Turn back time; sixteenth century England is where you will be. One will fine oneself in THE PRINCE AND THE PAUPER by Mark Twain. England is in chaos; terrors, poverty, plague and filth is everywhere. People are begging to stay alive. Tom Canty ¿the pauper¿ is the main character in the book. Tom is a regular person. He has grown up in the filth of Elizabethan England. Another main character in the book is Edward Tudor ¿the prince.¿ Edward grows up in the gentry of society. Tom¿s dream comes true when Tom switches places with Edward Tudor. One day Tom is by the grounds where Edward is. Edward wants to play with him. By mistake Tom dresses up as the Prince and Edward dresses up as the Pauper and then the Pauper [Edward] is kicked out of the grounds. The Prince observes what the people of England are going through. While the Prince observes he becomes a pheasant: the back bone of society. The Pauper goes through the opposite; he becomes a gentry. There are two reoccurring themes in the book, appearance verses reality and image verses identity. Vibrantly expressed is appearance verses reality. ¿The soldiers presented arms with their halberds, opened the gates, and presented again as the little Prince of Poverty passed in, in his fluttering rags, to join hands with the Prince of Limitless Plenty¿ (19.) The reader will see that language device used frequently in the book. Image verses identity can be seen within the quote. The description of Tom and Edward show image of their identity. The sole of the reader will know Tom will always be the beggar and Edward the elite class. Image verses identity is another reoccurring theme in the book. Edward¿s image is of high royal status. Edward¿s identity changes as the reader observes what he goes through. This theme makes the book better then if nothing changed in the mood of the society. The reader might think of the hero¿s journey. Tom¿s transformation is the one and only dream. It is achieved which is the main reason to read the book. The reader will vision the lowest class of Elizabethan society reach its upper limit. The vision of escape and exile is what Edward witnesses with the reader. His story isn¿t the best. Edward is thrown back into the throbbing jungle of Elizabethan society. This book has a very bizarre language which one might not enjoy. Imagine the beginning of modern English that is used in Shakespeare and then mix it with our flamboyant English of the present. That might be scary territory for people anyway but it is not my main recommendation. My number one recommendation is because of the two reoccurring themes in the book appearance verses reality and image verses identity. The reader has a phantasmagoric experience between the two characters. The reader will be able to vividly see the prince and the pauper in their two new and different words.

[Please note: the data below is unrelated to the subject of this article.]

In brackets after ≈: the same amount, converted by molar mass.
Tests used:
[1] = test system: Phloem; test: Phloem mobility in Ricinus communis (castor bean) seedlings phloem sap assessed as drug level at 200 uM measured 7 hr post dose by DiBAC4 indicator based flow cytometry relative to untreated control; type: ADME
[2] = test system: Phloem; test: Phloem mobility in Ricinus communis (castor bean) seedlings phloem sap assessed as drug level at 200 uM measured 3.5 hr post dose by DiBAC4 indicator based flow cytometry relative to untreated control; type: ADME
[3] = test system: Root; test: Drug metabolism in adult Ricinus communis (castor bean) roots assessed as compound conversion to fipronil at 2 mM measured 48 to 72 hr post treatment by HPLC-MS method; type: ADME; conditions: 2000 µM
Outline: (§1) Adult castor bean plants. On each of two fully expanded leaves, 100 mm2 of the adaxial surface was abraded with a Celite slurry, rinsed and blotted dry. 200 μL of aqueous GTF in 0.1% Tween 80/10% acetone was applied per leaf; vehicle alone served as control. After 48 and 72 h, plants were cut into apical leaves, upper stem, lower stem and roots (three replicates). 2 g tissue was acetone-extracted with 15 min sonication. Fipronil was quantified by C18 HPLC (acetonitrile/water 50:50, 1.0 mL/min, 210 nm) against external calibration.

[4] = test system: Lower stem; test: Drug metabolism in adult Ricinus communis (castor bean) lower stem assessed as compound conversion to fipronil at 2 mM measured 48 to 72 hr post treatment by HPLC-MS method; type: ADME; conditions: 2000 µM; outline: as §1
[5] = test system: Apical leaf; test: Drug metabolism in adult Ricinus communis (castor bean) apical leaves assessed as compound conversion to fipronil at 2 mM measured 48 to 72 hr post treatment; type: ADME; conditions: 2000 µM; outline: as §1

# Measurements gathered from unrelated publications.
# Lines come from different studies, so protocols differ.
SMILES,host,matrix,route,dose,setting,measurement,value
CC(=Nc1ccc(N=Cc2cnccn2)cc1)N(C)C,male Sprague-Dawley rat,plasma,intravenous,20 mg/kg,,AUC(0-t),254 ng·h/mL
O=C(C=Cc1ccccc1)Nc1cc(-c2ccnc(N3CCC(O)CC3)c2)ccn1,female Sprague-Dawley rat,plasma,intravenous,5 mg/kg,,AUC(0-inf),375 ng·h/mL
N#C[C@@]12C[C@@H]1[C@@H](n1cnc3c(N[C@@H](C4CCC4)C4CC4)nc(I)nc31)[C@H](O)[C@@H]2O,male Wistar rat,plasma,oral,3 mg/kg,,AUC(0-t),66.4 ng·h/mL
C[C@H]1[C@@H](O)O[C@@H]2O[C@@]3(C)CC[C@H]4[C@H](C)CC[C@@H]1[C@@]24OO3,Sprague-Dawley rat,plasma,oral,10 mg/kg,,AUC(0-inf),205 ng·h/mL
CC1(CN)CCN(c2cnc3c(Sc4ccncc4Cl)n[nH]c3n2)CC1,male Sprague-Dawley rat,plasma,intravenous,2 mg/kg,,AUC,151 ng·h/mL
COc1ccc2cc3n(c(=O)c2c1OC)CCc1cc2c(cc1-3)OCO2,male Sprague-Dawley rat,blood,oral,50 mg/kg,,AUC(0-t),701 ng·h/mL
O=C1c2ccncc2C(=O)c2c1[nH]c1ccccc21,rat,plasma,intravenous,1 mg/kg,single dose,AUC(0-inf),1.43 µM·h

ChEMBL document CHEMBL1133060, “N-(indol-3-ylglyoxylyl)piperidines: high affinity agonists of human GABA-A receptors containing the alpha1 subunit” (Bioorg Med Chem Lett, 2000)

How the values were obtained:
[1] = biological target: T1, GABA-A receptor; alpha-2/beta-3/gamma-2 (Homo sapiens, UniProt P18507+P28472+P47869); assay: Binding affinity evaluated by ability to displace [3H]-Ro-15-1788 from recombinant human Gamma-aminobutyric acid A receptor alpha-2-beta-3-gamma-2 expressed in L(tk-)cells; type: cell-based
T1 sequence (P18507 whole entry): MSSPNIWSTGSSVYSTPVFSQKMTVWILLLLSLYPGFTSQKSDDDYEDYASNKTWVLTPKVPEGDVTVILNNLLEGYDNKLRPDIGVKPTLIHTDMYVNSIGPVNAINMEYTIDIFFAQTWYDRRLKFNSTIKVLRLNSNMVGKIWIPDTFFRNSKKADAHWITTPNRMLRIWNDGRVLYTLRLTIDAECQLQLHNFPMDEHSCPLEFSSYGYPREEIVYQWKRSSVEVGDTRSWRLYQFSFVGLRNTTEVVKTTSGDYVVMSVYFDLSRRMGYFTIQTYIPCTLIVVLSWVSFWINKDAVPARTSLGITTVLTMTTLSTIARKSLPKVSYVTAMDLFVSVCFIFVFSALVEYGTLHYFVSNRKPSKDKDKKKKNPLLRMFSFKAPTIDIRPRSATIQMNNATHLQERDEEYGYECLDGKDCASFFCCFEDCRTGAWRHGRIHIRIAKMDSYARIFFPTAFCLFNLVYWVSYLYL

4 out of 5 people found this review helpful.

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  • Anonymous

    Posted December 2, 2012

    Good book report book

    I had to write a 7th grade book report on it and it was simple. Even with the writing it was very easy to understand. And if you already did reasch for another project on crimes and punishments back then, then you know what to expect. Great book for book reports.

    3 out of 3 people found this review helpful.

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  • Anonymous

    Posted July 29, 2012

    One of my favorites.

    Hey mark twain wrote this book in the old days. So you should know that there should be some errors